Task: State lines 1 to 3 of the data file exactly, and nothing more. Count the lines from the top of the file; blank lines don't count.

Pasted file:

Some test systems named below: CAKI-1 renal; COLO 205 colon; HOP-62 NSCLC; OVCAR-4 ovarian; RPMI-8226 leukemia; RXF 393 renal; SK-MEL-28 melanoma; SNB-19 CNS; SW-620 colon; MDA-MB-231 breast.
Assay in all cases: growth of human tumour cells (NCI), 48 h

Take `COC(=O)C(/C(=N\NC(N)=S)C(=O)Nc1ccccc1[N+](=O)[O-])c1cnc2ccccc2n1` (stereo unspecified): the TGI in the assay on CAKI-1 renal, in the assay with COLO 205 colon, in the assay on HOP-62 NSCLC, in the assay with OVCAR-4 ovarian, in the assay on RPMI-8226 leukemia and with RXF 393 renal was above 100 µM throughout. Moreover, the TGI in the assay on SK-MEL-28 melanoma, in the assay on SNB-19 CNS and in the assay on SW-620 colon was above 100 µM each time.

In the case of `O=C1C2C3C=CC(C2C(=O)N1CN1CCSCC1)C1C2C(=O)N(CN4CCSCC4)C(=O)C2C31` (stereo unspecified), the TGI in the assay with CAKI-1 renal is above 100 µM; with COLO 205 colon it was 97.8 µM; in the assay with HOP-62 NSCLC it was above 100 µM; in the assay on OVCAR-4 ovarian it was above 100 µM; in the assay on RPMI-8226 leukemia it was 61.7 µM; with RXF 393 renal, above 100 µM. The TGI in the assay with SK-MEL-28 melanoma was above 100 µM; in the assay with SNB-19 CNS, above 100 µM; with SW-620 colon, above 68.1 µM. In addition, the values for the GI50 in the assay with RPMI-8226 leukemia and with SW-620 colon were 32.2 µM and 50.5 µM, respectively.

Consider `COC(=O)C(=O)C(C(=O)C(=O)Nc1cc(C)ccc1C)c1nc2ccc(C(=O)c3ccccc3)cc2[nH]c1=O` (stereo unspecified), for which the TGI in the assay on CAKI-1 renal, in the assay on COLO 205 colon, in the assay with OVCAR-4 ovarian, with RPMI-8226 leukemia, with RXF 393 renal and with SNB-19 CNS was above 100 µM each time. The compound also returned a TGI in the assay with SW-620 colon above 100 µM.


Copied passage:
Some test systems named below: CAKI-1 renal; COLO 205 colon; HOP-62 NSCLC; OVCAR-4 ovarian; RPMI-8226 leukemia; RXF 393 renal; SK-MEL-28 melanoma; SNB-19 CNS; SW-620 colon; MDA-MB-231 breast.
Assay in all cases: growth of human tumour cells (NCI), 48 h

Take `COC(=O)C(/C(=N\NC(N)=S)C(=O)Nc1ccccc1[N+](=O)[O-])c1cnc2ccccc2n1` (stereo unspecified): the TGI in the assay on CAKI-1 renal, in the assay with COLO 205 colon, in the assay on HOP-62 NSCLC, in the assay with OVCAR-4 ovarian, in the assay on RPMI-8226 leukemia and with RXF 393 renal was above 100 µM throughout. Moreover, the TGI in the assay on SK-MEL-28 melanoma, in the assay on SNB-19 CNS and in the assay on SW-620 colon was above 100 µM each time.